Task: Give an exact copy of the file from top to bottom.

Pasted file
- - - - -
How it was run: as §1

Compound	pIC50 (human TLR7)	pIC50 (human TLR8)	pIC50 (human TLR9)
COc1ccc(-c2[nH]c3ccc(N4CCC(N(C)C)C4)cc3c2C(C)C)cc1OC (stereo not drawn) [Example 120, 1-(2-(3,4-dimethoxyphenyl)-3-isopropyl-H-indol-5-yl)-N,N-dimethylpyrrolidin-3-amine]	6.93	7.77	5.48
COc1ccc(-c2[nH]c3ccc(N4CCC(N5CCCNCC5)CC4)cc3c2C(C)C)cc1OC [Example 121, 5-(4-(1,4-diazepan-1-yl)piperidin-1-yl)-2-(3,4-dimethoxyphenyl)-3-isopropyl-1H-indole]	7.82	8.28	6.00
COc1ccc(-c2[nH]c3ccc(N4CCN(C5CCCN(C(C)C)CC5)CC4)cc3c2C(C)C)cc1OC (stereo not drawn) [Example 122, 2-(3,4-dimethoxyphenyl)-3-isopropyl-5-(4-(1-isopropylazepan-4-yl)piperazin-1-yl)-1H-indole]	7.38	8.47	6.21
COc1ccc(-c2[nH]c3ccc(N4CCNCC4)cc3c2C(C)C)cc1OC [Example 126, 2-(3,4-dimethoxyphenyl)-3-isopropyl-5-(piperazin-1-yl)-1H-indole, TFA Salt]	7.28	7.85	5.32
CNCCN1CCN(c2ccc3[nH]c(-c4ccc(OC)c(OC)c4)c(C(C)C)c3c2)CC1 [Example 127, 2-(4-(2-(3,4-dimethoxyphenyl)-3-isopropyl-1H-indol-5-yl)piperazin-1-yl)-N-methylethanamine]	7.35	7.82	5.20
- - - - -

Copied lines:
How it was run: as §1

Compound	pIC50 (human TLR7)	pIC50 (human TLR8)	pIC50 (human TLR9)
COc1ccc(-c2[nH]c3ccc(N4CCC(N(C)C)C4)cc3c2C(C)C)cc1OC (stereo not drawn) [Example 120, 1-(2-(3,4-dimethoxyphenyl)-3-isopropyl-H-indol-5-yl)-N,N-dimethylpyrrolidin-3-amine]	6.93	7.77	5.48
COc1ccc(-c2[nH]c3ccc(N4CCC(N5CCCNCC5)CC4)cc3c2C(C)C)cc1OC [Example 121, 5-(4-(1,4-diazepan-1-yl)piperidin-1-yl)-2-(3,4-dimethoxyphenyl)-3-isopropyl-1H-indole]	7.82	8.28	6.00
COc1ccc(-c2[nH]c3ccc(N4CCN(C5CCCN(C(C)C)CC5)CC4)cc3c2C(C)C)cc1OC (stereo not drawn) [Example 122, 2-(3,4-dimethoxyphenyl)-3-isopropyl-5-(4-(1-isopropylazepan-4-yl)piperazin-1-yl)-1H-indole]	7.38	8.47	6.21
COc1ccc(-c2[nH]c3ccc(N4CCNCC4)cc3c2C(C)C)cc1OC [Example 126, 2-(3,4-dimethoxyphenyl)-3-isopropyl-5-(piperazin-1-yl)-1H-indole, TFA Salt]	7.28	7.85	5.32
CNCCN1CCN(c2ccc3[nH]c(-c4ccc(OC)c(OC)c4)c(C(C)C)c3c2)CC1 [Example 127, 2-(4-(2-(3,4-dimethoxyphenyl)-3-isopropyl-1H-indol-5-yl)piperazin-1-yl)-N-methylethanamine]	7.35	7.82	5.20